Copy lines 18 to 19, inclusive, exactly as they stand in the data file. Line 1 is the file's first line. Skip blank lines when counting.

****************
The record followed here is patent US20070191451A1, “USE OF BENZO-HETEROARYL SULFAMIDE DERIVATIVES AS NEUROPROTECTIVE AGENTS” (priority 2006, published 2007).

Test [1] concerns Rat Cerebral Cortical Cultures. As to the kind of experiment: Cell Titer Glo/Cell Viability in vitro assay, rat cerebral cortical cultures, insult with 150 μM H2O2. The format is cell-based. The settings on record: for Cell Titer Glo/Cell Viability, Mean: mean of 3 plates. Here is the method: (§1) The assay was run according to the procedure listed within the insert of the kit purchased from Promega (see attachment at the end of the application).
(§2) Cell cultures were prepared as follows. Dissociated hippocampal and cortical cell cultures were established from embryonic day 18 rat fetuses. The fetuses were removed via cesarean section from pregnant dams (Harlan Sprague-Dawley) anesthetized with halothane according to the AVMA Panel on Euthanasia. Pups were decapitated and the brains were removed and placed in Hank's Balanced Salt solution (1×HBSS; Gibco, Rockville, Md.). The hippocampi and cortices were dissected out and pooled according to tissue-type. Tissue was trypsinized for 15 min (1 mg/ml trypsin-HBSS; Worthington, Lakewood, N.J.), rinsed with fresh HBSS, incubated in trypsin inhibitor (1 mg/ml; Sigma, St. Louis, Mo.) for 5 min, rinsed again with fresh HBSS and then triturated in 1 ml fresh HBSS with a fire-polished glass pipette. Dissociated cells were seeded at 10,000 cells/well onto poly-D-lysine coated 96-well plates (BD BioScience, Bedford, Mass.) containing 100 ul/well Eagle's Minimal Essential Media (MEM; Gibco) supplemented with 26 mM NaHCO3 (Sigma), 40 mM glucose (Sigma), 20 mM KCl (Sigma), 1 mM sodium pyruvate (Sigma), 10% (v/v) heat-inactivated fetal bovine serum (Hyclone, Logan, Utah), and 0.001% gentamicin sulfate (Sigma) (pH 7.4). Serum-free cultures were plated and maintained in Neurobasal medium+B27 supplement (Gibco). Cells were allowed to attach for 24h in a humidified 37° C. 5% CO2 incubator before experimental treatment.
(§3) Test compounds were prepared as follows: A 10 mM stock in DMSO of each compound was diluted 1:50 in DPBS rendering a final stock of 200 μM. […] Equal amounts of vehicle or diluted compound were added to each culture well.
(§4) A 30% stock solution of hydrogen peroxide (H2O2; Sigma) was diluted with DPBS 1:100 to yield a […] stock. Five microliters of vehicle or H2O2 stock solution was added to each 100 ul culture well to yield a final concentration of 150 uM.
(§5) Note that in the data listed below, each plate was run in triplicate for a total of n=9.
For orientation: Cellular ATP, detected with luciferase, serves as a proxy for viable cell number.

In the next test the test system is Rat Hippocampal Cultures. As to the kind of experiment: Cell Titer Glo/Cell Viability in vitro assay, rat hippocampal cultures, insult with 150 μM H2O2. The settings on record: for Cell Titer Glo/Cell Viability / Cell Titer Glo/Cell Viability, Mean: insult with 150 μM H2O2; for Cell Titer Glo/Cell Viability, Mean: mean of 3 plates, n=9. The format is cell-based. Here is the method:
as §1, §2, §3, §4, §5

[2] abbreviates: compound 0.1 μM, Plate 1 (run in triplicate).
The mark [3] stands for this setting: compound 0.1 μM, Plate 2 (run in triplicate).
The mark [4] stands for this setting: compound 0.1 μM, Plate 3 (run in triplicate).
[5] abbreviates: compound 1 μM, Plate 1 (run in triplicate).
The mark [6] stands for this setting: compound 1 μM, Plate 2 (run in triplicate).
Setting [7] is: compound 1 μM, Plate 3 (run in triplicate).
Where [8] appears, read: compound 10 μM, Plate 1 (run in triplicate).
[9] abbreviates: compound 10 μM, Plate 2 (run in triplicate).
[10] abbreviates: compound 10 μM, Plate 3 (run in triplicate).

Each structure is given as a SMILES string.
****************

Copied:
[10] abbreviates: compound 10 μM, Plate 3 (run in triplicate).

Each structure is given as a SMILES string.